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Handelsbanken eyes re-entry to foreign currency mortgage market

  • 22/02/2016
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Handelsbanken eyes re-entry to foreign currency mortgage market
Handelsbanken is considering a launch back into foreign currency mortgages after its market withdrawal when tougher rules governing the products emerged under the Mortgage Credit Directive (MCD).

The Swedish bank, within its UK network, attracts high-earning borrowers from a professional background. Many receive income in different sources including foreign currency.

Its decision to discontinue foreign currency mortgage lending raised questions among brokers.

Ian Gray, senior partner at Kinnison, said: “We were surprised to hear that Handelsbanken opted out of  currency mortgages. Whilst it’s understandable that it will not actually lend in other currencies, against UK property, the fact that it also won’t recognise non-Sterling income or interest-only repayment vehicles came as a real surprise.”

Under MCD, a mortgage becomes a foreign currency loan if the customer receives the income or holds the assets from which the loan is to be repaid in a different currency.

Gray said, particularly in London, there was a significant segment of the population who had some kind of currency exposure. As well as earnings in US Dollars or Euros they have investments in other currencies which will be used to repay an interest-only mortgage.

He added: “We think it should absolutely review the decision because it will rule out many clients who would otherwise be perfectly suited as Handelsbanken’s target customer.”

A spokesperson from Handelsbanken said: “”We will not be in a position to offer new foreign currency mortgages at the point that the MCD is introduced on 21 March. However, we are actively reviewing how we might reintroduce this product option in future.”

Many banks and building societies decided to exit the foreign currency mortgage market when the Mortgage Credit Directive ushered in additional checks for lenders to carry out.

The directive states consumers can convert the mortgage into an alternative currency if there is a 20% fluctuation between the two currencies involved in the transaction. Alternatively there must be arrangements in place to limit the exchange rate risk to which the consumer is exposed by taking out a foreign currency loan.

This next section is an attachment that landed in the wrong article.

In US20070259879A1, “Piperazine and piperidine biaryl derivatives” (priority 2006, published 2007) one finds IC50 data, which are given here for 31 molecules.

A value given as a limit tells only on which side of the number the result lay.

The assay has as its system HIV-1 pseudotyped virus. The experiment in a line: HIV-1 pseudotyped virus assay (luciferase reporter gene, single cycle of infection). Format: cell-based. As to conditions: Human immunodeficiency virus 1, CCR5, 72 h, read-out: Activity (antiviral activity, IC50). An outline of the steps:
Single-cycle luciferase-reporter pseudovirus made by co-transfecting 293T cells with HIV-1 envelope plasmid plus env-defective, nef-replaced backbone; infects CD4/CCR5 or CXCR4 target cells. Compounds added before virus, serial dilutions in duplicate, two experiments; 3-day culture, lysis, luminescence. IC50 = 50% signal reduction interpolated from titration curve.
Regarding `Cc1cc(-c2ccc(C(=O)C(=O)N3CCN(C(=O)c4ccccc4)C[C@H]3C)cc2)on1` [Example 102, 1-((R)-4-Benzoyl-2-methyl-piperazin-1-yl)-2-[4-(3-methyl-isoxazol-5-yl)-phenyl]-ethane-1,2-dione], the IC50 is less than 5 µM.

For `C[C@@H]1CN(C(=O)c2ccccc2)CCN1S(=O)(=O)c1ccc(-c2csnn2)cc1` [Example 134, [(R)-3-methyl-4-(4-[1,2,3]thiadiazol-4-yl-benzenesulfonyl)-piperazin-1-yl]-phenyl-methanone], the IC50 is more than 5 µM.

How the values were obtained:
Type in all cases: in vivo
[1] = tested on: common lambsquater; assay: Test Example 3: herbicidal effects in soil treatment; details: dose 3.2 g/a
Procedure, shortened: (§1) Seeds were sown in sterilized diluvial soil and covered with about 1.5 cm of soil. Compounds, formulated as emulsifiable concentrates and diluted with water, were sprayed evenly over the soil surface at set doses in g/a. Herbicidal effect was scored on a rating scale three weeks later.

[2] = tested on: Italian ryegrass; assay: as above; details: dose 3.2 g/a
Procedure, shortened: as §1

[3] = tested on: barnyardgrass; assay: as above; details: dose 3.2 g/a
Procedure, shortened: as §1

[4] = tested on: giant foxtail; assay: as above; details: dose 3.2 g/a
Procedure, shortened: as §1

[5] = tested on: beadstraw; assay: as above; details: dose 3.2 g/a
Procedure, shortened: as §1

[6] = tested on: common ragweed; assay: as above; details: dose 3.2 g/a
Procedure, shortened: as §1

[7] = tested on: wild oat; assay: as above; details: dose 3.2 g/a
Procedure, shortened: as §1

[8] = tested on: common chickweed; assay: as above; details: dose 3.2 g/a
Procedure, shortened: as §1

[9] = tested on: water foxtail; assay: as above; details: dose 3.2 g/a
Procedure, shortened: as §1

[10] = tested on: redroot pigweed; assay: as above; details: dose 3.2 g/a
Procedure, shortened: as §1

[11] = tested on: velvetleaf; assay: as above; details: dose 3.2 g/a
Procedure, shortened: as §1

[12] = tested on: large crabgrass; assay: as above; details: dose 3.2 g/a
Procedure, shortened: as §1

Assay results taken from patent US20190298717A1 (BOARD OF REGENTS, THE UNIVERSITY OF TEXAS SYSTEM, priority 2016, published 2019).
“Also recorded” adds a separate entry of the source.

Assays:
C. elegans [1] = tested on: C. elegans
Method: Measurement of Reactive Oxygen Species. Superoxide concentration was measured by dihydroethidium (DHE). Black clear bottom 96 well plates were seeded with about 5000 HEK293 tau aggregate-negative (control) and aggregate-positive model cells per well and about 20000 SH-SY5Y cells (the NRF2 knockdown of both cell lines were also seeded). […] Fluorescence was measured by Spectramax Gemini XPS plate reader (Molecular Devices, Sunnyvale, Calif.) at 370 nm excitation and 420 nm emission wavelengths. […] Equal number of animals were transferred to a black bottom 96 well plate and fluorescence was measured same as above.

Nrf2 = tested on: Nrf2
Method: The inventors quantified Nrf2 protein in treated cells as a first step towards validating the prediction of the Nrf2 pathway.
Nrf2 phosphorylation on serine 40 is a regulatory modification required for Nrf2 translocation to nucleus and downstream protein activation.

Gray said: “If high-street lenders such as Santander can handle the monitoring requirements around currency lending, then one would think that Handelsbanken should be able to so the same.”

Simon Gammon, head of Knight Frank Finance, said he was ‘delighted’ the bank was reviewing its decision, describing them as a ‘fast growing’ bank and an important player in the UK.

“A number of major lenders such as Lloyds Banking Group withdrew from this market leaving those borrowers looking for mortgages of less than £1m with a lot less choice,” he said. “The million-plus market is still well served by the private banks which have continued to offer foreign currency mortgages but outside that market there is less choice, the more lenders the better.”

Gray said Handelsbanken’s decision had put some of his clients in a difficult position.

“Many of our clients have an element of foreign currency exposure and will be all but shut out from the high street lenders, save for one of two,” he said. “This puts them at the mercy of private banks most of whom require a pretty significant wealth management relationship in order to entertain the idea of mortgage lending.”

He said Handelsbanken historically was happy to lend without the requirement of assets under management and had a flexible underwriting attitude for the right client.

“Without a change of decision, this will push more clients to those banks which demand this wider relationship – which isn’t always what the client wants or needs,” added Gray

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